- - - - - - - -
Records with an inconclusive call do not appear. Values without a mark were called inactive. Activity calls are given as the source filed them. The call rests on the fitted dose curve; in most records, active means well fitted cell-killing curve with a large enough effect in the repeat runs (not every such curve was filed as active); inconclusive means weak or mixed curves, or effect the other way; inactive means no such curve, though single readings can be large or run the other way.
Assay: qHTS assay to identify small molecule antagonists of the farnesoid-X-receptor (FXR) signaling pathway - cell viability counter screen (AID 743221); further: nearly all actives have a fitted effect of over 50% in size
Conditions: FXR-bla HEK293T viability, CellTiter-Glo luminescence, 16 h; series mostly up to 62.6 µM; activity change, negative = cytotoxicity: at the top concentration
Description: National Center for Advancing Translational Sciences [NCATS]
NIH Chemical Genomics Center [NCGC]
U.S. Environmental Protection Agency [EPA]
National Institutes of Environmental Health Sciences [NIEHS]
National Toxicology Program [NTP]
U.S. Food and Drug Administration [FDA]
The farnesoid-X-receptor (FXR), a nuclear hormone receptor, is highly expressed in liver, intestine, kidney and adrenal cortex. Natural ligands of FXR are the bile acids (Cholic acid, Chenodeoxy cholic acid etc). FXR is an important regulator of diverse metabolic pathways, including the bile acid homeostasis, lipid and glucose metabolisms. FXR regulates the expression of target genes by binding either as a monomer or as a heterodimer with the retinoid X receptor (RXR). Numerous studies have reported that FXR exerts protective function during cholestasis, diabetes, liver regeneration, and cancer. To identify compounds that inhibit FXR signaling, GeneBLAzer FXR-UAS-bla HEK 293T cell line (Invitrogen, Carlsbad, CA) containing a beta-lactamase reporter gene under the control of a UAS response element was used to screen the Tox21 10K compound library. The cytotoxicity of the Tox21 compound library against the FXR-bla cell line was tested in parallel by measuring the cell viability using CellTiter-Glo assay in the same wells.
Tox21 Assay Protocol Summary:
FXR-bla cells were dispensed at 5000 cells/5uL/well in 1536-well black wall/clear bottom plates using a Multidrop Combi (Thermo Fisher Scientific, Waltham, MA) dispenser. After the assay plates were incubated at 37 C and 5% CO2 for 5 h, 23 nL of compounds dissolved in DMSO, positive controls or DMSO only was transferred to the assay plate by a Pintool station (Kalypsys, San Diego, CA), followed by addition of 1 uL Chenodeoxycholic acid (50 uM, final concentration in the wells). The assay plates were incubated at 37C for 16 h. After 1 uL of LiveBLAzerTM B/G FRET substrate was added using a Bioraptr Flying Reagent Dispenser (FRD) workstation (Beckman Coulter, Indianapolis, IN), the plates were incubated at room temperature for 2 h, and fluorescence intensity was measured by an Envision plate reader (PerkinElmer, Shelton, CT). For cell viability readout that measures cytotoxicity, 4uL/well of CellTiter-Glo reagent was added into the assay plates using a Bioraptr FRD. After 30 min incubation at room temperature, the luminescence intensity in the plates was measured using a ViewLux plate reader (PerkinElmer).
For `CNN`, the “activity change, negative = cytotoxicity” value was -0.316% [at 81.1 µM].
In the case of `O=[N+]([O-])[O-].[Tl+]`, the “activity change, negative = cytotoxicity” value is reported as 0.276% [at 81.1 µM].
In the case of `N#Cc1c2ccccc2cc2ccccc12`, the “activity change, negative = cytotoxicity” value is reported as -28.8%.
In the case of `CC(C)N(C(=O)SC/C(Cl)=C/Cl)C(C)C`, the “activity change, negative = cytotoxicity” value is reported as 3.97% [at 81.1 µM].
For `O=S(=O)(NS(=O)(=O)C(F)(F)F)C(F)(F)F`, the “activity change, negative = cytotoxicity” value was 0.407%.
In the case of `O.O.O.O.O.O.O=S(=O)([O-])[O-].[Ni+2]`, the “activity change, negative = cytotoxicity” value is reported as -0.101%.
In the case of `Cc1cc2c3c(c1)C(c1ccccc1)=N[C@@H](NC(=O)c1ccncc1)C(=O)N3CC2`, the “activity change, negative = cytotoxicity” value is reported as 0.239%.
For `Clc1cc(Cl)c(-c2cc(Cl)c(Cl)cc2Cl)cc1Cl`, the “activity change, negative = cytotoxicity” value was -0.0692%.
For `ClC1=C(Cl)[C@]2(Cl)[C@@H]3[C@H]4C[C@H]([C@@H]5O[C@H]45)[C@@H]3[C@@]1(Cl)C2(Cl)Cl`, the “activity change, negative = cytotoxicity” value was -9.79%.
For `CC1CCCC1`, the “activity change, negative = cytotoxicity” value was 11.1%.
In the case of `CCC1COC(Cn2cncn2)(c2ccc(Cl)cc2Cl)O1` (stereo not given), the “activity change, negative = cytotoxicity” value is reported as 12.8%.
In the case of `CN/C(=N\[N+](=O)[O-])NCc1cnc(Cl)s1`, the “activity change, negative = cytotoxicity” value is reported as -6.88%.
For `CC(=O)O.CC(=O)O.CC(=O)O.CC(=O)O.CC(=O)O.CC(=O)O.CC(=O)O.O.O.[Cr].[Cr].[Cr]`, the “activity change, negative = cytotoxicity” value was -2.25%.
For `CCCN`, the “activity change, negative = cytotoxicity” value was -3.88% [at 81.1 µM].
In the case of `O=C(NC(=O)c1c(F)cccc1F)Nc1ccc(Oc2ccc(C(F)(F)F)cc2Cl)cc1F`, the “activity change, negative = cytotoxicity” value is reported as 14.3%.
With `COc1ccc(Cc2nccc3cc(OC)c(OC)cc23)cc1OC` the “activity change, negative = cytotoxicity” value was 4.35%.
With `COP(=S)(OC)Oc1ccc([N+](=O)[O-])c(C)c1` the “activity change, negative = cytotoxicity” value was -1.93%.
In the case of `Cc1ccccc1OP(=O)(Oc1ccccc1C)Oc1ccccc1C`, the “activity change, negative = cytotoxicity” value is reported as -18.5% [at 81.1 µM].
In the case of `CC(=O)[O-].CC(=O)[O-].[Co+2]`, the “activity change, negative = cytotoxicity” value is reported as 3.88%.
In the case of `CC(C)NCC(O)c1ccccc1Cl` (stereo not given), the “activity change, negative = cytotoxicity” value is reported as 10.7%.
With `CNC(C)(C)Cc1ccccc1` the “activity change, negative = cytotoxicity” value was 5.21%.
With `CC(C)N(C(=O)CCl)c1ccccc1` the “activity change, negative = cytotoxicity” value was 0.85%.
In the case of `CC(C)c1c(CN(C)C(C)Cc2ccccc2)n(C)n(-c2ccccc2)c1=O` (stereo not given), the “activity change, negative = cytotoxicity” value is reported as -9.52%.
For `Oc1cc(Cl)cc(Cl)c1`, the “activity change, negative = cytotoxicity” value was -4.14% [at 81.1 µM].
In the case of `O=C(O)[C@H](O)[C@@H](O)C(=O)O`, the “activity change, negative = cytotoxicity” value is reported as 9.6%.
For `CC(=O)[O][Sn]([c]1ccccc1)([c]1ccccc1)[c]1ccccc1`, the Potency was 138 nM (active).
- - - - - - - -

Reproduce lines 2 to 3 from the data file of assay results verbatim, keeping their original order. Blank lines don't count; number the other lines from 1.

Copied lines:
Assay: qHTS assay to identify small molecule antagonists of the farnesoid-X-receptor (FXR) signaling pathway - cell viability counter screen (AID 743221); further: nearly all actives have a fitted effect of over 50% in size
Conditions: FXR-bla HEK293T viability, CellTiter-Glo luminescence, 16 h; series mostly up to 62.6 µM; activity change, negative = cytotoxicity: at the top concentration